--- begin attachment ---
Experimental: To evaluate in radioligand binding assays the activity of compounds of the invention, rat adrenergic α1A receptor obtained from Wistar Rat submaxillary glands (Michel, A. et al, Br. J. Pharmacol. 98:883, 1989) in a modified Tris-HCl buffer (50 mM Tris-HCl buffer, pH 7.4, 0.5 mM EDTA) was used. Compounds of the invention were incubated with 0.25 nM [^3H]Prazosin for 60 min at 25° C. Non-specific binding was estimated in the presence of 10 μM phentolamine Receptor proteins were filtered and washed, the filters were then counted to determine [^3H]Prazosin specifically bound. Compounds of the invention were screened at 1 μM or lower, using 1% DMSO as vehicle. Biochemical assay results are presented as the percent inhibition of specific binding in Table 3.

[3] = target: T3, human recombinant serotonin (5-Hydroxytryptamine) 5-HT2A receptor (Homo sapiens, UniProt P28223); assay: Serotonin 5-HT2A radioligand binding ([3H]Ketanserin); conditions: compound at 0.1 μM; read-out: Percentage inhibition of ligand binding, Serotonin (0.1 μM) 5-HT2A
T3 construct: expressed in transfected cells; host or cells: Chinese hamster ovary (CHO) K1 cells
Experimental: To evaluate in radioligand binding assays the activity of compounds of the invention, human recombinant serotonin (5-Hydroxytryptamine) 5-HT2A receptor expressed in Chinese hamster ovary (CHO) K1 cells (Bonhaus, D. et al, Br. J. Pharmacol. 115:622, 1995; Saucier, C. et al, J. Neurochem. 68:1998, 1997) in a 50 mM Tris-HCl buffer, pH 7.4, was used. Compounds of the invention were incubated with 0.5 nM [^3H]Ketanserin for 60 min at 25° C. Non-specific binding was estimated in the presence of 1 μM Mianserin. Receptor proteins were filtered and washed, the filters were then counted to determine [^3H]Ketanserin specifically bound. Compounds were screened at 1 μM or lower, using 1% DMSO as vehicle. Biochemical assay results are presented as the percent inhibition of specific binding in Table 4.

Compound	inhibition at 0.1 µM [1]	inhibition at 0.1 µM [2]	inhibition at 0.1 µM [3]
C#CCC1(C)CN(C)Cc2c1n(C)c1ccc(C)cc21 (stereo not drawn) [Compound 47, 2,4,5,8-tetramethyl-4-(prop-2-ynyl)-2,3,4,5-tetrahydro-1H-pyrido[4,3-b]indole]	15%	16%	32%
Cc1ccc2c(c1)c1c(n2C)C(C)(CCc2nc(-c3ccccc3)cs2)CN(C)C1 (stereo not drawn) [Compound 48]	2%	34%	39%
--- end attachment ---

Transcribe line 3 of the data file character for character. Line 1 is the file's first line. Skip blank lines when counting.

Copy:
T3 construct: expressed in transfected cells; host or cells: Chinese hamster ovary (CHO) K1 cells